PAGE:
Depressed diabetic: Plenty of concerns

3. August 2012
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Diabetes and depression: a vicious circle from which the patient can escape only with professional help. Both diseases are closely related - if the spirit is back on track, the laboratory parameters can improve.

Misfortunes never come singly: Dr. Martin Teufel, University Hospital Tübingen, reports on one female patient who has suffered diabetes mellitus since the age of seven. During puberty eating disorders also arrived in the picture, in the end her weight soared to 70 kilograms. Her medical history showed both metabolic and psychiatric disorders – only taken together are diabetes specialists and therapists able to help those affected to lead a normal life again.

Unholy Alliance

According to Professor Dr. Bernhard Kulzer, chairman of the Association for Diabetes and Psychology in the German Diabetes Society, about twelve percent of all diabetics have to deal with depression; in the general population it is about six percent. “An increase in depressive symptoms, in the same way as clinical depression, is both a physical and a mental problem”, says Kulzer. The psychologist describes aside from depression and despondency also pain, insomnia, eating disorders – according to a recently published work approximately half of all Type 2 diabetics are affected by anxiety or depression.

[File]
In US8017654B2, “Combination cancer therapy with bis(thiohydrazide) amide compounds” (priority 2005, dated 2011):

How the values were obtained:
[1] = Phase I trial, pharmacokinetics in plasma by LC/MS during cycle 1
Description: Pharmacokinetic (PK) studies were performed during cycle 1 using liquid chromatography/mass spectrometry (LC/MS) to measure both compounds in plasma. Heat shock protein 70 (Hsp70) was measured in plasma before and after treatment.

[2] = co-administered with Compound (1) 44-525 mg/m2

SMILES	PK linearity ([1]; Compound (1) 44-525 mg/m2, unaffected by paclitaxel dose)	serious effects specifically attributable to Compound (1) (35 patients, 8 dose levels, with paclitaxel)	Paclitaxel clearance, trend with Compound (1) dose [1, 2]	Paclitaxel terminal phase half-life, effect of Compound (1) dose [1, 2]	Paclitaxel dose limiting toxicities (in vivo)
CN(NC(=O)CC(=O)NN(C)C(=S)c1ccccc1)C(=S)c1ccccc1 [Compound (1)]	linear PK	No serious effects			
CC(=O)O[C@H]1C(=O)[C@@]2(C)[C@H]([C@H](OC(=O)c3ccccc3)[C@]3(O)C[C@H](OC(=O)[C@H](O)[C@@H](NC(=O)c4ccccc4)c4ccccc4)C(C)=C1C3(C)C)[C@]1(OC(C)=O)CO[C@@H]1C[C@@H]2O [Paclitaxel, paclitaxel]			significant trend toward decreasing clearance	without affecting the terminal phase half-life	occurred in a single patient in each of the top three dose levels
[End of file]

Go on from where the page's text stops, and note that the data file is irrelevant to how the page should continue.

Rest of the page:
Stress axis going crazy

Kulzer sees the reason in particular stress factors, which also includes diagnosis and treatment of diabetes mellitus. Chronic diseases are dealt with every day and limit the quality of life severely. As well as that, work and family life can suffer, especially for patients with type 2 diabetes who have memories of a life before insulin or blood glucose meters. Especially high is the burden if late complications of the disease should already occur. At a neural level the amygdala activates the so-called stress axis, involving the hypothalamus, pituitary and adrenal cortex. A high cortisol level in turn stimulates glycogenolysis in the muscles and the liver also synthesises glucose just as diligently. Stress-induced cortisol which is secreted simultaneously promotes insulin resistance.

Measuring and syringes? All the same!